Let ##A = \lambda I_n + N## be a Jordan block, where ##\lambda = a+bi## (and ##a<0##).
\begin{align*}
\left\|\exp(At)\right\| = \left\|e^{a t}\exp(Nt)\right\| = \left\|e^{(a+\delta - \delta)t}\exp(Nt)\right\| = e^{(a+\delta)t}\left\|e^{-\delta t}\exp(Nt)\right\| \leqslant C e^{(a+\delta)t }.
\end{align*}

In general, assume ##A## is in its Jordan normal form. There are finitely many blocks, each corresponding to respective eigenvalue ##\lambda _k := a_k+ b_ki##. Pick ##\delta>0## sufficiently small such that ## \max a_k + \delta \leqslant -\varepsilon## for some ##\varepsilon >0##.

---

Regarding exponential of Jordan normal form. Yes, if ##J## is Jordan matrix, then ##J= \bigoplus J_k##, where the ##J_k## are Jordan blocks. So ##\exp(Jt) = \bigoplus \exp(J_kt)##. I confess I haven't tried computing (2-)norm of a Jordan matrix. I know that spectral radius is a lower bound, but that's about all I can say.

Last edited:
psie
nuuskur said:
So we have boundedness ##\|e^{-\delta t}\exp(Nt)\| \leqslant C##.
Thanks. Do we have boundedness for all ##t## or only for some ##t##?

This bound applies for all ##t\geqslant 0##. If ##t_0## is sufficiently large, then ##\|e^{-\delta t}\exp(Nt)\|\leqslant \varepsilon ## for ##t>t_0## and ##\|e^{-\delta t}\exp(Nt)\|## is continuous (because it's a composition of continuous maps) on any closed interval ##[0,t_0]##.

edit: I should mention the ##C## is a bound for this particular Jordan block. But again, you can take the maximum of these bounds to obtain a bound for the entire matrix.

Last edited:
psie

## What is an asymptotically stable system?

An asymptotically stable system is one in which any small perturbation or deviation from an equilibrium state will decay over time, causing the system to return to its equilibrium state. Mathematically, this means that solutions to the system's differential equations will converge to a steady state as time approaches infinity.

## How can you determine if a system is asymptotically stable?

To determine if a system is asymptotically stable, you typically analyze the eigenvalues of the system's Jacobian matrix at the equilibrium point. If all eigenvalues have negative real parts, the system is asymptotically stable. Alternatively, Lyapunov's direct method can be used, where a Lyapunov function is constructed to show that the system's energy decreases over time.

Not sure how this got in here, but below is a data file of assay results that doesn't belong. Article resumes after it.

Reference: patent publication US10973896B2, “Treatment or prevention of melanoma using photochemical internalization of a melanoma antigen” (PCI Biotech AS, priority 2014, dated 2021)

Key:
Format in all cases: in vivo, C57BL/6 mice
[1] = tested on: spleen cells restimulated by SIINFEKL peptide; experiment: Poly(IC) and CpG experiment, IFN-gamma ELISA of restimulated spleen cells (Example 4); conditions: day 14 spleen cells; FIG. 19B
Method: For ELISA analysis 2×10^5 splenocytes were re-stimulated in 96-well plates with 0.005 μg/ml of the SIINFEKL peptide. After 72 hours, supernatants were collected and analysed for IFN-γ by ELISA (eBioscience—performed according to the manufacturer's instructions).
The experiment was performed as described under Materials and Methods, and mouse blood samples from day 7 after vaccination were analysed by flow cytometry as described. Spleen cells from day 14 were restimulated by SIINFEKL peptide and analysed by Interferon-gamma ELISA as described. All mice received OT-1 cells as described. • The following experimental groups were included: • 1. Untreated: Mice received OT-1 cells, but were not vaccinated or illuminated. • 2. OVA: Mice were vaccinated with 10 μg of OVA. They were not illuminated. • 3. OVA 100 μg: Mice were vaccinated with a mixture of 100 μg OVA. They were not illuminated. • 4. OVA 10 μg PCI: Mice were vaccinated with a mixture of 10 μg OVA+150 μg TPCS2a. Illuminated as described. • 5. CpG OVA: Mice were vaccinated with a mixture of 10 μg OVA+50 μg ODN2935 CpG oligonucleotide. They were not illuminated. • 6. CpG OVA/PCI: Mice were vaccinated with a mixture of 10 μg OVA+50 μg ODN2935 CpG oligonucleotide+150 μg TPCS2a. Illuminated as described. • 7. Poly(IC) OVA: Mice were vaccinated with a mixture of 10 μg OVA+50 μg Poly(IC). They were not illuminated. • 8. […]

## What is the difference between stability and asymptotic stability?

Stability, in general, means that the system will not exhibit unbounded behavior in response to small perturbations. Asymptotic stability is a stronger condition where, in addition to being stable, the system's state will return to equilibrium over time. In other words, while a stable system resists deviations, an asymptotically stable system actively returns to equilibrium.

## What are bounded solutions in the context of dynamical systems?

Bounded solutions in dynamical systems refer to solutions that remain within a finite range for all time. This means that the state variables of the system do not grow without bound, regardless of the initial conditions, ensuring that the system's behavior remains predictable and contained.

## Why is the concept of bounded solutions important in control theory?

The concept of bounded solutions is crucial in control theory because it guarantees that the system's response to inputs and disturbances will not result in runaway behavior. Ensuring bounded solutions helps in designing controllers that maintain system performance within acceptable limits, thereby ensuring safety, reliability, and robustness in practical applications.